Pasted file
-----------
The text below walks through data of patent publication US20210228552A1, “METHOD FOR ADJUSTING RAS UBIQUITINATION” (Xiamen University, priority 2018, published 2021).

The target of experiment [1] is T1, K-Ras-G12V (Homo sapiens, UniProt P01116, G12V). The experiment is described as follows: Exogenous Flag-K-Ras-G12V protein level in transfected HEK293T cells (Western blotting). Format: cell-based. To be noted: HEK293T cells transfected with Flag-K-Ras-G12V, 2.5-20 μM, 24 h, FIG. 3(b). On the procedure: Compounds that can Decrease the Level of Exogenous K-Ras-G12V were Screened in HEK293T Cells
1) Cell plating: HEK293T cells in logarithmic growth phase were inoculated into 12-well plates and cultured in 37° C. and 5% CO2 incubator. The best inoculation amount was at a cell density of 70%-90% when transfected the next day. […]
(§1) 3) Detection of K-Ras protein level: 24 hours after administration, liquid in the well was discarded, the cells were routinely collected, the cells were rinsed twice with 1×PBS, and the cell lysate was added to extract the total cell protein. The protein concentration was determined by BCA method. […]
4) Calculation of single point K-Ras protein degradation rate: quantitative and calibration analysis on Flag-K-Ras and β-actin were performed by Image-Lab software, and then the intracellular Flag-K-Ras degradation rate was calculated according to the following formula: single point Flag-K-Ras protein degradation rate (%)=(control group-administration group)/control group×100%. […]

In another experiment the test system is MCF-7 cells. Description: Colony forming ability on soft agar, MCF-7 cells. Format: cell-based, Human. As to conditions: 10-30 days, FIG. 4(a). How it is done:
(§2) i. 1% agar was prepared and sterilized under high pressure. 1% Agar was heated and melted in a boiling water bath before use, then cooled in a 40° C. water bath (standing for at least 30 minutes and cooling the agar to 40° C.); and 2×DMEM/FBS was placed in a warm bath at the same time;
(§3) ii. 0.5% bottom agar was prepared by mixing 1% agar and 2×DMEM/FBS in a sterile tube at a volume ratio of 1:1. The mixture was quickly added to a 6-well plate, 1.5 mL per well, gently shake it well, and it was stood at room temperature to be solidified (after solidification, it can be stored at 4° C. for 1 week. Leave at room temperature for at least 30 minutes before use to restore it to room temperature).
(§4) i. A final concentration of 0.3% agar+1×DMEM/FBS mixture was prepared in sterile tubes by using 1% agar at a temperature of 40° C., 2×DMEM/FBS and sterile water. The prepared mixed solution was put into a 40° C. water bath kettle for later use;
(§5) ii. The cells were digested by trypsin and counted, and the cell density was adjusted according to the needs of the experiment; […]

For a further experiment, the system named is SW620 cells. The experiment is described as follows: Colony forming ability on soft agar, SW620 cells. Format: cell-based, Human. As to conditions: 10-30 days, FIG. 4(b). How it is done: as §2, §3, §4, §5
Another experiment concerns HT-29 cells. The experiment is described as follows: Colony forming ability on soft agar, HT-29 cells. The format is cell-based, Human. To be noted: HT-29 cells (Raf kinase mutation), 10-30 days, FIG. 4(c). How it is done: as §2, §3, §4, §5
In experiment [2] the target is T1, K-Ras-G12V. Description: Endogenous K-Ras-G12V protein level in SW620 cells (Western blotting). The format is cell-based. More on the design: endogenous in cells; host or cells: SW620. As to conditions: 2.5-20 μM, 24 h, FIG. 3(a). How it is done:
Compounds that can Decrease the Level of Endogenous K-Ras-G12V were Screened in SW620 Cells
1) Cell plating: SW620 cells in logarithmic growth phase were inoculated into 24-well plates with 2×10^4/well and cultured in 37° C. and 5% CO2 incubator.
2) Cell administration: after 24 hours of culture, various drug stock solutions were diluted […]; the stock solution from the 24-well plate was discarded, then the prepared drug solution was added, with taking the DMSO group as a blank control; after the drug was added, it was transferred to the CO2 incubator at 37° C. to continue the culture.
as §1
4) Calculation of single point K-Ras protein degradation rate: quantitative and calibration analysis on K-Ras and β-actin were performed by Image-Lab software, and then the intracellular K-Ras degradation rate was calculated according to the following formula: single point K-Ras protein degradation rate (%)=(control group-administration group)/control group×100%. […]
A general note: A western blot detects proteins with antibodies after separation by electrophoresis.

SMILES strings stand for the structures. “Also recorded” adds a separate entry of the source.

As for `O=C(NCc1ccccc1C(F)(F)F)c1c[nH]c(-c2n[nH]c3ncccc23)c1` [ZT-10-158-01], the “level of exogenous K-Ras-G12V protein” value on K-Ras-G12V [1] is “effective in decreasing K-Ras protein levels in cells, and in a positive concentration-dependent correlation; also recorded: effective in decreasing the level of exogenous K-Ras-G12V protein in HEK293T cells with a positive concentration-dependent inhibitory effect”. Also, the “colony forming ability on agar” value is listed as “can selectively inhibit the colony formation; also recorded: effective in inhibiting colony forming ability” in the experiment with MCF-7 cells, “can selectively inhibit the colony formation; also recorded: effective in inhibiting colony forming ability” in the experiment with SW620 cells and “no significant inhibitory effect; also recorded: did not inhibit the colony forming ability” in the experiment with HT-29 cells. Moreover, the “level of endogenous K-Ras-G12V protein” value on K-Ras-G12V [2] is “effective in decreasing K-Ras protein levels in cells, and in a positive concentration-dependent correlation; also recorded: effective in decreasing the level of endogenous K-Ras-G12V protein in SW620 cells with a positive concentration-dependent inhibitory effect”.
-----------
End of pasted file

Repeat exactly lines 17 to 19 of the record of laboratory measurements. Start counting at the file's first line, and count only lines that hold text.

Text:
as §1
4) Calculation of single point K-Ras protein degradation rate: quantitative and calibration analysis on K-Ras and β-actin were performed by Image-Lab software, and then the intracellular K-Ras degradation rate was calculated according to the following formula: single point K-Ras protein degradation rate (%)=(control group-administration group)/control group×100%. […]
A general note: A western blot detects proteins with antibodies after separation by electrophoresis.